The Best 100 YA Books EVER??! Are you nuts?!

NPR…I’m shaking my head at your idea. There is absolutely no way we can pigeon hole 100 books into a list titled “100 Best YA Books Ever”. Impossible. And here is why:

1. “Young adult” spans from 12-18. Or is it 11-17? Or is it just high school? Or is it post-high school, through mid-20s? Yeah, we can’t decide on the right age grouping. And who decides if a book is “YA”? The publisher? The purchasers (teens, library catalogers)? The “Readers Advisory” advisors (librarians, teachers, book store clerks)? Just look at Alex Award Winners: adult books that appeal to young adult readers. Can we include those in our nominations? Because just as many teens as adults are reading Ready Player One, but according to the publisher, it’s an adult novel.

2. See above and think about this: what is appropriate and beloved by a 12 year old is totally criticized by an 18 year old. TTYL is on a completely different level than Sisterhood of the Traveling Pants, but both series are about a group of high school best friends. Can both be on the list, or will one be denied because the other awfully similar book is on the list…but it’s not all that similar? (This works with all types of genres, not just realistic fiction.)

3. 100 titles? Over 4,900 YA books were published in 2011 alone, and you think a bunch of YA book-lovers can pick 100? Not to mention, you’re asking each responder to submit 5 titles. FIVE?! We read these books for a living, attend awards shows and follow Twitter accounts and read interviews just to learn more about our favorite authors and their expert literary creations. And you expect us to choose 5? That’s like asking Snow White to pick a favorite dwarf. Like asking Jay Z to pick a least favorite of his “99 Problems”. Not happening, folks.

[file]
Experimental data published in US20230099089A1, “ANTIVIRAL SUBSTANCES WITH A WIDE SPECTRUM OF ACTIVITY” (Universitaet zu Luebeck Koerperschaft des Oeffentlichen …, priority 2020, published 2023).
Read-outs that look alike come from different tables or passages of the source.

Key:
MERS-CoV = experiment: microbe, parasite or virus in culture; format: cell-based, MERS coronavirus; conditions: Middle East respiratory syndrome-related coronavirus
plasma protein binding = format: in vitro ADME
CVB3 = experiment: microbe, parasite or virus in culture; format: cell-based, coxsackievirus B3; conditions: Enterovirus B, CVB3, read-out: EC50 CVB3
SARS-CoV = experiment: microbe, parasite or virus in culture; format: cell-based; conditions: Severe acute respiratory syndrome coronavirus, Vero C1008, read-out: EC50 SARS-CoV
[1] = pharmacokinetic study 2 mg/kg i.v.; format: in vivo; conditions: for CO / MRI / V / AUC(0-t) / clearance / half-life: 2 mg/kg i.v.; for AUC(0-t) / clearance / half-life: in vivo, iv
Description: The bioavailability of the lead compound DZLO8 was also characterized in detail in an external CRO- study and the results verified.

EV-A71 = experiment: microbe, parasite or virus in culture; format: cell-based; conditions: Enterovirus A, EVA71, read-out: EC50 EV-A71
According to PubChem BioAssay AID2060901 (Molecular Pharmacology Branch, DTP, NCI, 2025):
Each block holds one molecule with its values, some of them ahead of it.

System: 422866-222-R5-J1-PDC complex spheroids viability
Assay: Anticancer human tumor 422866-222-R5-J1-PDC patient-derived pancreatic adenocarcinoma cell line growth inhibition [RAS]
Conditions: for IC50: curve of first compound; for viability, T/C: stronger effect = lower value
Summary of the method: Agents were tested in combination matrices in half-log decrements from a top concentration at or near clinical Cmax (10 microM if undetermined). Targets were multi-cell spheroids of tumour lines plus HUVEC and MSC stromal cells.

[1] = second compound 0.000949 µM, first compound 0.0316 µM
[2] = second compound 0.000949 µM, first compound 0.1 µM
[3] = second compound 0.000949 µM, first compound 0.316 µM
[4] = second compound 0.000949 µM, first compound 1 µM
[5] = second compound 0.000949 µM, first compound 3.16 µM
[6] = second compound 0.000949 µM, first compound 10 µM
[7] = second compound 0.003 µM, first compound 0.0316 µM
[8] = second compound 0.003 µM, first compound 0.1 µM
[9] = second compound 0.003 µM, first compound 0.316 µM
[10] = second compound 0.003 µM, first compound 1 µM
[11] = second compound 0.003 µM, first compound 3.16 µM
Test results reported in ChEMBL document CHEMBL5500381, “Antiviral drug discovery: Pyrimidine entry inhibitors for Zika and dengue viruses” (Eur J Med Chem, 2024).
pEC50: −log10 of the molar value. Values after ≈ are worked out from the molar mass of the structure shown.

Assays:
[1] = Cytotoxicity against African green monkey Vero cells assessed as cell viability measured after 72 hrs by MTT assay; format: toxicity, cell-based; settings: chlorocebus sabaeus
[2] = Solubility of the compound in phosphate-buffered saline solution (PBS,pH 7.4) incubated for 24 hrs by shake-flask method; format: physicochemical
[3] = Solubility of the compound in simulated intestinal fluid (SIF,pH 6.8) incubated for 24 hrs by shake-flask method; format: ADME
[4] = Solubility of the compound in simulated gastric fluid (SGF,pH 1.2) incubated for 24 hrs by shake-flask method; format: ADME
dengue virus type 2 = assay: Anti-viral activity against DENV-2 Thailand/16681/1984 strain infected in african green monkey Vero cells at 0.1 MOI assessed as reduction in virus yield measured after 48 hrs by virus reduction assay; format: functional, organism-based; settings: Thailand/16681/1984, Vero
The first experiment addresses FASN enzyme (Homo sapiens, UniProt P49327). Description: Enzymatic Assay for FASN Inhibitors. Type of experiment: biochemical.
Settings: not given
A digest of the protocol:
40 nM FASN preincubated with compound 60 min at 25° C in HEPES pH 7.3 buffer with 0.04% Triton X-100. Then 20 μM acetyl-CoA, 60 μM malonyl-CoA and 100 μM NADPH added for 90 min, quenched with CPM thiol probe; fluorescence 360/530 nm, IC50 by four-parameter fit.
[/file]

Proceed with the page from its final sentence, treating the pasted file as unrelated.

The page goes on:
4. What poor intern has been given the job of collating the responses (1,551 as of July 7)? S/he deserves a paid job after that little task. And not an “assistant” anything. No way. S/he totally deserves some kind of high-paid, management-level appointment because s/he clearly has what it takes to move forward (read: an “I’ll do anything!” attitude) in the cutthroat biz of journalism.

5. I will never agree with your list, NPR. I will find a better alternative for probably every other book.

I am not a fan of “top XYZ” lists, because uneducated/non-reading librarians, teachers, and book store clerks will rely on those lists for Readers Advisory, instead of actually reading any books (on the list or not). Lists like that are a crutch, and I am totally against them. That being said:
1. The Fault in Our Stars by John Green
2. Ender’s Game by Orson Scott Card
3. The Big Crunch by Pete Hautman
4. Harry Potter and the Sorcerer’s Stone by J.K. Rowling
5. The Giver by Lois Lowry

(I linked to the author’s websites because linking to their books would be unfair to their other incredible works of literature. Obviously I think those on the list are their best, but I also have mad respect for each of the authors.)

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